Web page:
Webster Groves Trust Company, Appellant, v. James J. Saxon, Comptroller of the Currency of the United States, and West Side National Bank, a National Banking Association, Appellees, 370 F.2d 381 (8th Cir. 1966)Annotate this Case
December 14, 1966
COPYRIGHT MATERIAL OMITTED Edwin S. Taylor, of Bryan, Cave, McPheeters & McRoberts, St. Louis, Mo., for appellant; Thomas V. Connelly, St. Louis, Mo., on the brief.
David L. Rose, Attorney, Dept. of Justice, Washington, D. C., for appellee, James J. Saxon, Comptroller of Currency; John W. Douglas, Asst. Atty. Gen., and Jack H. Weiner, Attorney, Dept. of Justice, Washington, D. C., and Richard D. FitzGibbon, Jr., U. S. Atty., St. Louis, Mo., on the brief.
William H. Biggs, of Biggs, Hensley, Curtis & Biggs, St. Louis, Mo., for appellee, West Side Nat. Bank.
Before VOGEL, Chief Judge, GIBSON, Circuit Judge, and REGISTER, District Judge.
GIBSON, Circuit Judge.
Appellant, Webster Groves Trust Company, and others sued James J. Saxon, Comptroller of the Currency, and the West Side National Bank, seeking to enjoin the operation of the newly chartered West Side National Bank and to compel Saxon to grant a formal adversary hearing before finally passing upon the Bank's charter application. The Honorable Roy W. Harper, United States District Judge for the Eastern District of Missouri, denied relief and awarded judgment in favor of the defendants in an opinion reported at 249 F. Supp. 557. We affirm.
Plaintiffs below were eight commercial banking houses (seven state banks and one national bank) doing business in suburban St. Louis County, Missouri, within approximately a four-mile radius of the newly established place of business of defendant West Side National Bank.
On July 31, 1964, defendant West Side National Bank filed an application for a charter as a national bank with Saxon, Comptroller of the Currency, pursuant to the statutes and regulations controlling such applications. See 12 U.S.C. § 21 et seq. and 12 C.F.R. § 4.1 et seq. Pursuant to these regulations, the Comptroller caused a field investigation to be made of the applicant and the surrounding circumstances. In accordance with the established practice, the agent-examiners of Saxon called upon the competitors of the applicant bank, informed them of West Side's application and ascertained their reaction to the application.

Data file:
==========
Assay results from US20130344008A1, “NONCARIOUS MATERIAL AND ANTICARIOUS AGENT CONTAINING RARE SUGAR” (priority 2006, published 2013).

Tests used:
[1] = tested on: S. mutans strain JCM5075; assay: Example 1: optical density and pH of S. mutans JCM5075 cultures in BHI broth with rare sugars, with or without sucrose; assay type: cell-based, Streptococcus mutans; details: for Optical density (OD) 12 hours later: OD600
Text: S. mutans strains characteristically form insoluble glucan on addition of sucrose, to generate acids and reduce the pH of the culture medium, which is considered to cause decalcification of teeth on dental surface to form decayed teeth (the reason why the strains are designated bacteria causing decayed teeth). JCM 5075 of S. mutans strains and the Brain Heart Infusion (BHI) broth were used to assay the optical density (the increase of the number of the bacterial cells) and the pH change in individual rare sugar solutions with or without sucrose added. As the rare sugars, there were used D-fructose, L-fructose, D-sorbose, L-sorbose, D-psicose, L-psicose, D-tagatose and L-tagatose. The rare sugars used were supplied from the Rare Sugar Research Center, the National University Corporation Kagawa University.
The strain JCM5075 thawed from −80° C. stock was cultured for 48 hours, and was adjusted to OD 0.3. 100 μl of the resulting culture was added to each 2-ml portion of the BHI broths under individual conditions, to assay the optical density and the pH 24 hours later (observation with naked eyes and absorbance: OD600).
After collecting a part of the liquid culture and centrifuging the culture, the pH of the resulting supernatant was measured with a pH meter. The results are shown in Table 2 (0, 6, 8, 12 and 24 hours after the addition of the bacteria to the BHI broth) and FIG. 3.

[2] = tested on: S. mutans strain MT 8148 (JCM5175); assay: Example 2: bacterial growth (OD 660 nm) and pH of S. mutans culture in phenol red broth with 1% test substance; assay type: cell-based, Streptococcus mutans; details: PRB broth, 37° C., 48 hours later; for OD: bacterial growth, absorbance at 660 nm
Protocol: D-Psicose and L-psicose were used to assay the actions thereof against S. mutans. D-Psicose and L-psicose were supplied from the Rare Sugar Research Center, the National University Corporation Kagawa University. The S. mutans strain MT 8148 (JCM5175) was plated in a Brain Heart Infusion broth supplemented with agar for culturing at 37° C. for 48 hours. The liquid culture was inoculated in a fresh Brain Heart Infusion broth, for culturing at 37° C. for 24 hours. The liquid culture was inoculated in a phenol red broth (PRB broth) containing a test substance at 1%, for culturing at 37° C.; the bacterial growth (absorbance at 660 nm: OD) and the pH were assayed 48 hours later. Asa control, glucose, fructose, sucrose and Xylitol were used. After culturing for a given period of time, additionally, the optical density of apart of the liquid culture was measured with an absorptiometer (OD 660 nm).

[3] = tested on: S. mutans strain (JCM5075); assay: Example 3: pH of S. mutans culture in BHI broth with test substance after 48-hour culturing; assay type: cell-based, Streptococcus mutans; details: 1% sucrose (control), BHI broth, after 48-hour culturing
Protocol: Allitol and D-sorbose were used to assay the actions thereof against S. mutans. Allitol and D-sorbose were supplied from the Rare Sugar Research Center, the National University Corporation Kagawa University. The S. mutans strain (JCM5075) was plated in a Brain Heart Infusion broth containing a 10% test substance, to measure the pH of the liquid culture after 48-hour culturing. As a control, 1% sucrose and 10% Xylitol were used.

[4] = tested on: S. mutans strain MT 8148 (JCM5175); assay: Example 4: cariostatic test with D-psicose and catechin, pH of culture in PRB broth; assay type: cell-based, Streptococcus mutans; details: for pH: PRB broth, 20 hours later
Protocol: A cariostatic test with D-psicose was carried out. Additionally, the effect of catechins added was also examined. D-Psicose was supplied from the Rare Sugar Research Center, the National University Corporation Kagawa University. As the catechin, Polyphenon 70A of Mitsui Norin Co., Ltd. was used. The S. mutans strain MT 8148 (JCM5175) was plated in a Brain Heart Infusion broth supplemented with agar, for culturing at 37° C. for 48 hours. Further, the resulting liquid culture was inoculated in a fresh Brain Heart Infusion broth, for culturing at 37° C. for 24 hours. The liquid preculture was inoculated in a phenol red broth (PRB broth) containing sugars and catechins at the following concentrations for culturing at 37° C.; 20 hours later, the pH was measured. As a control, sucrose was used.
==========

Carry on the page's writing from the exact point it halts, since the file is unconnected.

On August 21, 1964, the president of appellant Webster Groves Trust Company wrote the Comptroller, advising him of Webster Groves' opposition to the granting of the charter and requesting a formal hearing on the application. By letter of August 27, 1964, the Deputy Comptroller agreed to discuss the matter, and a meeting was arranged to take place in Washington, D. C. on October 6, 1964. At this conference, the representatives of Webster Groves and another objecting bank met with a Deputy Comptroller. On behalf of the objecting banks, Webster Groves filed a written protest to the granting of the charter and requested that they be furnished a copy of the application and that a formal hearing be held for the purpose of crossexamining the applicant and presenting evidence in opposition to the charter. The Deputy Comptroller indicated that the views of the objecting banks would be taken into consideration, but he did not accede to the request for a formal hearing.
On December 12, 1964, the Comptroller approved the application for the establishment of the West Side National Bank, without holding any formal hearing.
On January 27, 1965, Webster Groves and seven other banks brought this action against the Comptroller and the West Side National Bank, seeking to have the issuance of the charter declared unlawful, directing the Comptroller to cancel the charter and to conduct a formal hearing prior to the granting of another charter, and to enjoin West Side National Bank from establishing and operating its bank during the interim. Webster Groves Trust Company is the only one of the original eight plaintiffs that is appealing the District Court's judgment.
The appellant acknowledges that this is a case of first impression on the precise issue of whether the Comptroller, in processing an application for a national bank charter, must hold a formal adversary hearing upon request of a competitor bank. Appellant contends it is entitled to a formal hearing at which it and other interested parties may be present, after due notice, and be afforded an opportunity to interrogate and cross-examine the applicants and present evidence in opposition; and, further, that a record be made so that a judicial review can be accorded as set forth in § 10(e) of the Administrative Procedure Act, (A. P.A.) 5 U.S.C. § 1009(e).
The Comptroller takes the position that neither the appellant nor any of the competitor banks have a standing to challenge the chartering of a new national bank; that the chartering of a new national bank is discretionary and is not subject to judicial review, and that he may pass upon charter applications informally, without a formal adversary hearing.
We believe that competing banks, as interested parties, have a right to challenge illegal acts of the Comptroller and that the Comptroller's discretionary actions are not immunized from judicial review, but we also believe that neither the National Banking Act, 12 U.S.C. § 21 et seq., the Administrative Procedure Act, nor procedural due process requires a formal hearing of the type sought by appellant.